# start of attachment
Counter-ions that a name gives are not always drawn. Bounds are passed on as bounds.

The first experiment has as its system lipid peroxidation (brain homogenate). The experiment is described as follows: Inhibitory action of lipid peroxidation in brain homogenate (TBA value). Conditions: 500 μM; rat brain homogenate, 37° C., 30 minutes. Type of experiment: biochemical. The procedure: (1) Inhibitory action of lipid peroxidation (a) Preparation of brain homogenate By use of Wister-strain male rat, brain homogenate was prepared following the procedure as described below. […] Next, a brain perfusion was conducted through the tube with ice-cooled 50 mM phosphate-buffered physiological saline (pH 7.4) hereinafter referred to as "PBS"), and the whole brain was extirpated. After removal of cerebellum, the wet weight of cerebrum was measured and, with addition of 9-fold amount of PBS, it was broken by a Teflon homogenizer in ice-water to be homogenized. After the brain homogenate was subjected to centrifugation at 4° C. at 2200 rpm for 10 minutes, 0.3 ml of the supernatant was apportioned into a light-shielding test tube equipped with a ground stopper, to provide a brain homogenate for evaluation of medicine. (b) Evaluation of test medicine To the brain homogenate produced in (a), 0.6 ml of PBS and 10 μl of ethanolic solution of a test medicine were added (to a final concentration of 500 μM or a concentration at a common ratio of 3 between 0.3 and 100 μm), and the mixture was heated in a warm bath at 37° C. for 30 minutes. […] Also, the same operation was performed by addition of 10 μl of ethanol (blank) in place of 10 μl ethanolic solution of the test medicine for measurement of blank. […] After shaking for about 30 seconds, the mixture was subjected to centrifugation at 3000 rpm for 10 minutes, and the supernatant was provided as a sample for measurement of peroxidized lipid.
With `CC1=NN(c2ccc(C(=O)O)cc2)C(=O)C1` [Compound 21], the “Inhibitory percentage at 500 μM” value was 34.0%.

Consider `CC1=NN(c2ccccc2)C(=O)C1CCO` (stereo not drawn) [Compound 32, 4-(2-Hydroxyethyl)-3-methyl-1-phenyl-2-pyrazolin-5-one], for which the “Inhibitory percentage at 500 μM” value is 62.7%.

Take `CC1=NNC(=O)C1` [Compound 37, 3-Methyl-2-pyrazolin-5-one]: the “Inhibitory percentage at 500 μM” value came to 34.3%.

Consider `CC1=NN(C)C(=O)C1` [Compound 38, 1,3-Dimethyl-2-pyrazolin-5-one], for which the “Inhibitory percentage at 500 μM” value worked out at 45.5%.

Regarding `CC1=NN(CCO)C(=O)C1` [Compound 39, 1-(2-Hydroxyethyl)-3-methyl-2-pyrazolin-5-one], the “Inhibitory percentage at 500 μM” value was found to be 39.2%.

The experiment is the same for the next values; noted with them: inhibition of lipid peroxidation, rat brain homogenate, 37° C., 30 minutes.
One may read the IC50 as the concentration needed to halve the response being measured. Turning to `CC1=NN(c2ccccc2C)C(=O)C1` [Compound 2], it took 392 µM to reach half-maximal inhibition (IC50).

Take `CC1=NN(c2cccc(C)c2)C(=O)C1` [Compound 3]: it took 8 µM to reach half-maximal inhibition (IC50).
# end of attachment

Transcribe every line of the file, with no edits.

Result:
Counter-ions that a name gives are not always drawn. Bounds are passed on as bounds.

The first experiment has as its system lipid peroxidation (brain homogenate). The experiment is described as follows: Inhibitory action of lipid peroxidation in brain homogenate (TBA value). Conditions: 500 μM; rat brain homogenate, 37° C., 30 minutes. Type of experiment: biochemical. The procedure: (1) Inhibitory action of lipid peroxidation (a) Preparation of brain homogenate By use of Wister-strain male rat, brain homogenate was prepared following the procedure as described below. […] Next, a brain perfusion was conducted through the tube with ice-cooled 50 mM phosphate-buffered physiological saline (pH 7.4) hereinafter referred to as "PBS"), and the whole brain was extirpated. After removal of cerebellum, the wet weight of cerebrum was measured and, with addition of 9-fold amount of PBS, it was broken by a Teflon homogenizer in ice-water to be homogenized. After the brain homogenate was subjected to centrifugation at 4° C. at 2200 rpm for 10 minutes, 0.3 ml of the supernatant was apportioned into a light-shielding test tube equipped with a ground stopper, to provide a brain homogenate for evaluation of medicine. (b) Evaluation of test medicine To the brain homogenate produced in (a), 0.6 ml of PBS and 10 μl of ethanolic solution of a test medicine were added (to a final concentration of 500 μM or a concentration at a common ratio of 3 between 0.3 and 100 μm), and the mixture was heated in a warm bath at 37° C. for 30 minutes. […] Also, the same operation was performed by addition of 10 μl of ethanol (blank) in place of 10 μl ethanolic solution of the test medicine for measurement of blank. […] After shaking for about 30 seconds, the mixture was subjected to centrifugation at 3000 rpm for 10 minutes, and the supernatant was provided as a sample for measurement of peroxidized lipid.
With `CC1=NN(c2ccc(C(=O)O)cc2)C(=O)C1` [Compound 21], the “Inhibitory percentage at 500 μM” value was 34.0%.

Consider `CC1=NN(c2ccccc2)C(=O)C1CCO` (stereo not drawn) [Compound 32, 4-(2-Hydroxyethyl)-3-methyl-1-phenyl-2-pyrazolin-5-one], for which the “Inhibitory percentage at 500 μM” value is 62.7%.

Take `CC1=NNC(=O)C1` [Compound 37, 3-Methyl-2-pyrazolin-5-one]: the “Inhibitory percentage at 500 μM” value came to 34.3%.

Consider `CC1=NN(C)C(=O)C1` [Compound 38, 1,3-Dimethyl-2-pyrazolin-5-one], for which the “Inhibitory percentage at 500 μM” value worked out at 45.5%.

Regarding `CC1=NN(CCO)C(=O)C1` [Compound 39, 1-(2-Hydroxyethyl)-3-methyl-2-pyrazolin-5-one], the “Inhibitory percentage at 500 μM” value was found to be 39.2%.

The experiment is the same for the next values; noted with them: inhibition of lipid peroxidation, rat brain homogenate, 37° C., 30 minutes.
One may read the IC50 as the concentration needed to halve the response being measured. Turning to `CC1=NN(c2ccccc2C)C(=O)C1` [Compound 2], it took 392 µM to reach half-maximal inhibition (IC50).

Take `CC1=NN(c2cccc(C)c2)C(=O)C1` [Compound 3]: it took 8 µM to reach half-maximal inhibition (IC50).